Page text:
Nine out of 10 women sitting in Victorian prisons in 2018 were on remand waiting to go to trial or be sentenced, with half of them on drug-related charges.
The Crime Statistics Agency study highlights the increasing complexity and numbers of female prisoners across the state, jumping to 825 inmates in 2018, compared to about 300 inmates in 2012.
One out of four women were charged with drug use or possession involving methamphetamine, and almost half of them experienced family violence.
Up to 42 per cent of female prisoners surveyed revealed they were under the influence of drugs at the time of offending.
Half of property offenders attributed their crimes to the need for money to buy drugs.
Previous Australian research has highlighted links between drug use and offending for female prisoners.
Although 91 per cent of these women on remand had at least one of their reception charges proven against them in court, less than two-thirds were eventually sentenced to prison.
"Our research found that half the women who entered prison on remand during 2018 were charged with one of two new breach of bail offences first introduced during December 2013," Crime Statistics Agency Chief Statistician Fiona Dowsley said on Thursday.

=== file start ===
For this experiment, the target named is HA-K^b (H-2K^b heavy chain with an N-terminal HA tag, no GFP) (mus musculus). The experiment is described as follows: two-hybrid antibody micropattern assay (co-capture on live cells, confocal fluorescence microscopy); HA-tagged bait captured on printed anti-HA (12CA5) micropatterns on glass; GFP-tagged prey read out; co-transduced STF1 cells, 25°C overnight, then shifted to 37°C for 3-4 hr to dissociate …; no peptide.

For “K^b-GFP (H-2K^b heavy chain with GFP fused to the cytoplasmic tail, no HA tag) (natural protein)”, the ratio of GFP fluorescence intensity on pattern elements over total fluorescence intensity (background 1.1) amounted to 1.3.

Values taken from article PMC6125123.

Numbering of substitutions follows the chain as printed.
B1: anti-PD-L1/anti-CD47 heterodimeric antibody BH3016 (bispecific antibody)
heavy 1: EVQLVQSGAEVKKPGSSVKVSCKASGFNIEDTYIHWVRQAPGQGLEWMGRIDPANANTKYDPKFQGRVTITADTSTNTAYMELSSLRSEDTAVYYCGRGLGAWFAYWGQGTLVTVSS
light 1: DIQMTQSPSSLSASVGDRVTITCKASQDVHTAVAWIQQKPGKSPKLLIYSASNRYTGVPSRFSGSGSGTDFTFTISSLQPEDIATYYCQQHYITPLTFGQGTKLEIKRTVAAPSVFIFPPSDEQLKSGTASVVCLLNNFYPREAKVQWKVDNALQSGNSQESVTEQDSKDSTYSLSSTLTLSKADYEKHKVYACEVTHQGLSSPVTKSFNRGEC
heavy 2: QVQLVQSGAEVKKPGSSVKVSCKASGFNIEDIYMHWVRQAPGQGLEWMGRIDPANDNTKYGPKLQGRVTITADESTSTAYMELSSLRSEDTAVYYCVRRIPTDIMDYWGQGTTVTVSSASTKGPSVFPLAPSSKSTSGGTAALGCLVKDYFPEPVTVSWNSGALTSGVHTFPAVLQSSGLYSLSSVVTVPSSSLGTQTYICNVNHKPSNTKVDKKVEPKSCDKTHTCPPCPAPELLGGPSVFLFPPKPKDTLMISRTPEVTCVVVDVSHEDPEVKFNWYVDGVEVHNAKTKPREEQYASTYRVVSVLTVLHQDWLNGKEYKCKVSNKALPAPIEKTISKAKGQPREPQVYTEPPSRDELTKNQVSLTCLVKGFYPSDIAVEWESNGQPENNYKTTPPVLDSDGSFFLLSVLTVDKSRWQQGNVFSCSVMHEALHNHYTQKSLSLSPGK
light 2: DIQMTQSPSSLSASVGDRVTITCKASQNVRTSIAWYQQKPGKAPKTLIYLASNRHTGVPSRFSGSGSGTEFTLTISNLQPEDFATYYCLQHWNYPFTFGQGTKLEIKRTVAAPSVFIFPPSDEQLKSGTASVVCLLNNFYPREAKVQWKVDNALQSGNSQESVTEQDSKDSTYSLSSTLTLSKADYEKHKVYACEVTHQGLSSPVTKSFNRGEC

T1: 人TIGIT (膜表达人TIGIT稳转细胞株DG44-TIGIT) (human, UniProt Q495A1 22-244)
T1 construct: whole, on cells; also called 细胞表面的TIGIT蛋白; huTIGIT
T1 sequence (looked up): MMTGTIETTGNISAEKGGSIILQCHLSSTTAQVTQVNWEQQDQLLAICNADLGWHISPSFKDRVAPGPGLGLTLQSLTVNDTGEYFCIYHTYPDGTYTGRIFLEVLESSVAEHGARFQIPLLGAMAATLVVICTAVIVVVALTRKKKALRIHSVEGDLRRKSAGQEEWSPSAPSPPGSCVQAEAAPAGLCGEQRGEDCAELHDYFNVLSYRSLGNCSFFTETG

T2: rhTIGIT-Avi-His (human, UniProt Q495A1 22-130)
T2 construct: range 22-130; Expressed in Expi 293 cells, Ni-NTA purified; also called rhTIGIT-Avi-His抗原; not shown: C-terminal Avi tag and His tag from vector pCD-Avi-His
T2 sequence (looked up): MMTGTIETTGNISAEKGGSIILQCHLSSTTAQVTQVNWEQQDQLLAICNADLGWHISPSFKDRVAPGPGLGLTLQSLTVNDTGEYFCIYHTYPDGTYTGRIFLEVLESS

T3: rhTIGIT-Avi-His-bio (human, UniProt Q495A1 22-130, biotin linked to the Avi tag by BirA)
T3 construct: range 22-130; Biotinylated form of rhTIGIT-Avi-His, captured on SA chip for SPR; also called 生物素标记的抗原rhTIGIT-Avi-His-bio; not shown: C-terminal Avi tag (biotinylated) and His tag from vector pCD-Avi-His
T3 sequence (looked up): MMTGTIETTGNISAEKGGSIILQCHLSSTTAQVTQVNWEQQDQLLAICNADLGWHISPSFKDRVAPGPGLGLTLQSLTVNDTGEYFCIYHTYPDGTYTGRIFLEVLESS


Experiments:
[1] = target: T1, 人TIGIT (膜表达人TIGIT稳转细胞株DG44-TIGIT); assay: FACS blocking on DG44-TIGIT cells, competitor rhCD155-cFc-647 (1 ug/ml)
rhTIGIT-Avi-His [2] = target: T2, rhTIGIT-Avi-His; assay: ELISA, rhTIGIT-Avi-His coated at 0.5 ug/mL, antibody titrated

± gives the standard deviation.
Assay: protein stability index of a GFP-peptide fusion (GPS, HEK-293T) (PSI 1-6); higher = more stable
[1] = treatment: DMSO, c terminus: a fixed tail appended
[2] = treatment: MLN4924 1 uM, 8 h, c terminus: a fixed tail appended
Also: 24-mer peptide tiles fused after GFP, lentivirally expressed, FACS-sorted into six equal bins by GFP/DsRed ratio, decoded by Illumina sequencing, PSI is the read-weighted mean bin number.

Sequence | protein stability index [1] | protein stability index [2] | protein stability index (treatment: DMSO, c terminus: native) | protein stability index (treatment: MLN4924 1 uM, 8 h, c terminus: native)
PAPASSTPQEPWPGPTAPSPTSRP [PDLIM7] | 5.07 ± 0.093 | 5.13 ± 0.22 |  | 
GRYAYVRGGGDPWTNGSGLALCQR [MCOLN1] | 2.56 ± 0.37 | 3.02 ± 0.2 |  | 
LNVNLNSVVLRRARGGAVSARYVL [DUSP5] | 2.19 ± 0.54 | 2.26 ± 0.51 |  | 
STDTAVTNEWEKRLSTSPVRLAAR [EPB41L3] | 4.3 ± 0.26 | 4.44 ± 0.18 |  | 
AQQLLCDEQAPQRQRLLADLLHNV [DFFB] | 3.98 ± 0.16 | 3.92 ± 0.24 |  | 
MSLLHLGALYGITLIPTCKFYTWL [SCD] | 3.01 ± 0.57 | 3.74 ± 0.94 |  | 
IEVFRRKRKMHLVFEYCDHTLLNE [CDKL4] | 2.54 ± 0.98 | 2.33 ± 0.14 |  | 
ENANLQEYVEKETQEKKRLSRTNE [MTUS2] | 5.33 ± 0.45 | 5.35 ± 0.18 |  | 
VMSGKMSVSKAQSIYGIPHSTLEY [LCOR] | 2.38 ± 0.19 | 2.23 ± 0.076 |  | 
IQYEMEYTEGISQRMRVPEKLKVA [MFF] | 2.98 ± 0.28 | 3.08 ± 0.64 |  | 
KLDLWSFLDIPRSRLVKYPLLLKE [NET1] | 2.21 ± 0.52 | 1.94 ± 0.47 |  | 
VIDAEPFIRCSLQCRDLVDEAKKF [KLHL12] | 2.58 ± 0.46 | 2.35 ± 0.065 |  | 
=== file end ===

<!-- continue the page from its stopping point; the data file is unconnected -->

There was also a downward spiral for some inmates after committing their first offence, as 45 per cent of them were imprisoned on at least one other occasion.
Being remanded in prison can increase the likelihood of reoffending, drug use and the development of mental health issues, the report says.
Half of the women were the victim of at least one crime in the two years prior to their entry into prison, with assault the most common type of offence recorded.
The report found 66 per cent of women were charged with breaching bail, compared with 21 per cent in 2012.
Considering the economic cost of imprisonment to government, which is estimated at $417 per day, the study suggests further research is needed to understand the effect of recent bail reforms on these statistics.